Companies House as well as other items that are required by law. The returns and documents that have to be sent to
Companies House include:
details of changes of shareholders;
details of directors and their interests;
details of a change of company secretary;
details of any charges;
details of changes of the registered office;
notification of a change in the accounting reference date;
details of share allotments;
copies of special or extraordinary resolutions;
the annual return; and
copies of the annual accounts, including the directors’ report.
Any information submitted to Companies House that is found to be illegible or not in the correct format will be
rejected. The rejected information will be returned to the company with an explanation of why it is unacceptable. The
director/s/secretary then have 14 days in which to rectify the problem and return the corrected document or form.
All submissions to Companies House must be sent in by the due date. For example, company accounts are
allocated an accounting reference date. Accounts must be prepared up to this date and then submitted within a
maximum of 10 months after the accounting date. Failure to meet the deadline will result in a late filing penalty and
may also result in a criminal prosecution of the director/s and company secretary.
There are a number of other duties which include:
Arranging the Annual General Meeting (AGM). Members, shareholders and auditors must be notified 21
days in advance of the meeting and provided with a copy of the annual report and accounts. Note: Private
Limited Companies can avoid formal meetings if shareholders elect to dispense with AGMs. However even in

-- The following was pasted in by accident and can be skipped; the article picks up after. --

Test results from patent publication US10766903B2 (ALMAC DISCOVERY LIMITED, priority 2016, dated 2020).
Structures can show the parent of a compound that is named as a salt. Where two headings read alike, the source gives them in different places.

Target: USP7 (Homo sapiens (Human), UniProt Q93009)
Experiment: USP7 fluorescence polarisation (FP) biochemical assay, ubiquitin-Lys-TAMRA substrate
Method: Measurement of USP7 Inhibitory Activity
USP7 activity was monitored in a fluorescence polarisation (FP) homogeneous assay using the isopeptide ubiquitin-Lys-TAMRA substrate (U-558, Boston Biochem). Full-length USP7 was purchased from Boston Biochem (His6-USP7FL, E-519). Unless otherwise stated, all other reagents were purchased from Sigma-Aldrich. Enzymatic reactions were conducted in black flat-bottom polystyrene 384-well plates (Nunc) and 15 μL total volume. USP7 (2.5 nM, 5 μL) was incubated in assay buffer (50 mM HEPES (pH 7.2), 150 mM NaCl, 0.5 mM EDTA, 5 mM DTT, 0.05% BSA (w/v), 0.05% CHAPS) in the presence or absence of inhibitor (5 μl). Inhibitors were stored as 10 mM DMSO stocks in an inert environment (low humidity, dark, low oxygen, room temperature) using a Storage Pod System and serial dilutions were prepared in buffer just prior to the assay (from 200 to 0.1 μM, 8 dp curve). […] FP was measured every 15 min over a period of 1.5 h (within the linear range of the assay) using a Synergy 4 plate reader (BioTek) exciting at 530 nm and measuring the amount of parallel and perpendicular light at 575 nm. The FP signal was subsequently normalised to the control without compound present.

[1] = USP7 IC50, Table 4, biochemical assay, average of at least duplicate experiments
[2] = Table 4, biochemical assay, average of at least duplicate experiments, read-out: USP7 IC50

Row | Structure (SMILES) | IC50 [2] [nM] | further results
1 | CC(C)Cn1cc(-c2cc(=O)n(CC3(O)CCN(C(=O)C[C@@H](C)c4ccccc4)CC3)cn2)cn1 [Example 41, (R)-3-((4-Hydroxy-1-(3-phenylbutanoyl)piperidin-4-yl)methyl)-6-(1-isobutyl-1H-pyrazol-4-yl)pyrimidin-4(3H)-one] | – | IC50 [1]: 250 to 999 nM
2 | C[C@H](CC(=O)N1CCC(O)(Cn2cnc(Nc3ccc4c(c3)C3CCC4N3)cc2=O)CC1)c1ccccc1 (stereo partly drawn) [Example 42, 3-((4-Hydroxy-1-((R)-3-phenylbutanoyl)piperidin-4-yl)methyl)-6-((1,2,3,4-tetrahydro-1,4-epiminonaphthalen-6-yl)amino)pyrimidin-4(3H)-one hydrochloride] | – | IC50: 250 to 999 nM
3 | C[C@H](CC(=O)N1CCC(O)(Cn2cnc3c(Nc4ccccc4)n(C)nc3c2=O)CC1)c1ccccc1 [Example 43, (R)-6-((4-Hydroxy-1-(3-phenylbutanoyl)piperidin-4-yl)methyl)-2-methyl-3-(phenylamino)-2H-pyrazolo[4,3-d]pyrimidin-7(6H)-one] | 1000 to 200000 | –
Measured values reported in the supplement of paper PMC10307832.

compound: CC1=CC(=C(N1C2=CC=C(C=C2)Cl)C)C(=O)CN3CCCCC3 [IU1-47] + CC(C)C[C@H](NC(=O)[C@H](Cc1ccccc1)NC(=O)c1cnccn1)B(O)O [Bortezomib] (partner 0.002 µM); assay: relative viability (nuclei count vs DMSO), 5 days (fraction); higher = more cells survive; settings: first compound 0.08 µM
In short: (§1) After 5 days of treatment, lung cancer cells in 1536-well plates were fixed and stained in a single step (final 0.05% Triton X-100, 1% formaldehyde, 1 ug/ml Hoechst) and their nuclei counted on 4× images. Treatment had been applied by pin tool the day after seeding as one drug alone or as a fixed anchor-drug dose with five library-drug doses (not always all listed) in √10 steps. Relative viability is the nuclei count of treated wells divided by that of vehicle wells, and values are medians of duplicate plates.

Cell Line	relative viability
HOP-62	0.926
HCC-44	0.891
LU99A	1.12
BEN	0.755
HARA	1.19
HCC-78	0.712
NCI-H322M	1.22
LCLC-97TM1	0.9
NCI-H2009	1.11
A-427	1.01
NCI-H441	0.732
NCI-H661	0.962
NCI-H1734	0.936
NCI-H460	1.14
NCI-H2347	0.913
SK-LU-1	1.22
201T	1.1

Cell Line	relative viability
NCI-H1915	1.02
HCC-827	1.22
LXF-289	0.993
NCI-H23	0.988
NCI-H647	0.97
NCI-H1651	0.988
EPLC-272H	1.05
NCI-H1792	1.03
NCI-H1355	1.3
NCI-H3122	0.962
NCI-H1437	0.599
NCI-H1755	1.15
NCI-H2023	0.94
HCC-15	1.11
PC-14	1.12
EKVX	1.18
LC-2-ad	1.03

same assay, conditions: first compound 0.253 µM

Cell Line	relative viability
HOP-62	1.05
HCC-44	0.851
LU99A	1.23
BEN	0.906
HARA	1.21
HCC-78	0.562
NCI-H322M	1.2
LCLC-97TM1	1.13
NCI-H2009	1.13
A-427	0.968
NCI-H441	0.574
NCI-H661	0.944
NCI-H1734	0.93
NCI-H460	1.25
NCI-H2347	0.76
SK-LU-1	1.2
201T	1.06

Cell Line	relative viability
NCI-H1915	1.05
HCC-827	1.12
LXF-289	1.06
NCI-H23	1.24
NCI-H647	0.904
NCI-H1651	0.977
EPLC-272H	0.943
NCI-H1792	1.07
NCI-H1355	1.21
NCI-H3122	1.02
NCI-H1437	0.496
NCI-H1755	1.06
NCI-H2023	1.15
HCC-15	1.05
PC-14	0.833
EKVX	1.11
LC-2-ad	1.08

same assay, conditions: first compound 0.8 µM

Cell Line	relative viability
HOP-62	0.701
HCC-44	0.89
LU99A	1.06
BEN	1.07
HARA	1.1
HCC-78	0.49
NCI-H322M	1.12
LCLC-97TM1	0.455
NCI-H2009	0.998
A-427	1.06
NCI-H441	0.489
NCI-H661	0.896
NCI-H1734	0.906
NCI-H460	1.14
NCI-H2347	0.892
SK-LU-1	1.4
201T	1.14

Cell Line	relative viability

this situation they are still required to circulate accounts to all shareholders.
Ensuring that minutes are kept of all meetings.
Ensuring that the person appointed as company secretary has the appropriate knowledge and experience
to fulfil their role.
Health and safety
The Health and Safety at Work Act lays down a number of responsibilities for businesses. The overall theme
however is that an employer has a duty of care to employees to provide a safe, healthy work environment. This duty
extends to the general public and indeed anyone who can be injured or suffer harm or loss as a result of the activities
of the company. The directors of the company and often the company secretary will, in the majority of cases, be held
personally and jointly responsible for any failure to comply with health and safety legislation.
Under the Enterprise Act, a director may face disqualification, fines and a prison sentence of up to five years, if they
are found guilty of a breach of competition law and their conduct makes them unfit to be involved in the management
of a company. These breaches could include: price fixing; limitation of production; market sharing; and bid rigging.
Additional regulations and responsibilities
A director is the person in charge of a company and in this capacity is deemed to have the final say in matters of
company policy and operation. Depending on the type of business you operate you will be covered by a series of
specific regulations relating to your sector and/or your activities. For example, any business selling goods or services
will have to trade within consumer legislation. In addition to specific legislation covering certain types of business,
there are also a number of other business wide regulations to be aware of, such as environmental legislation
covering the safe disposal of waste materials and employment legislation. If you are unsure about which specific
legislation your business must comply with then seek professional advice. Failure to comply can have repercussions
for both the company and its director/s. This is particularly the case if a director acts negligently or deliberately
flaunts the rules.
Closure or winding up
When a company is winding up or has become insolvent the directors have a legal duty to inform Companies House,
using the correct documentation. The company registrar will then remove the company from the register. Where the
company is insolvent the Insolvency Act will apply. If a company secretary or director continues trading when they
are aware that the company is insolvent, they may be personally financially liable. They may also be liable to a
criminal prosecution and will usually be disqualified from being a company director for up to 15 years.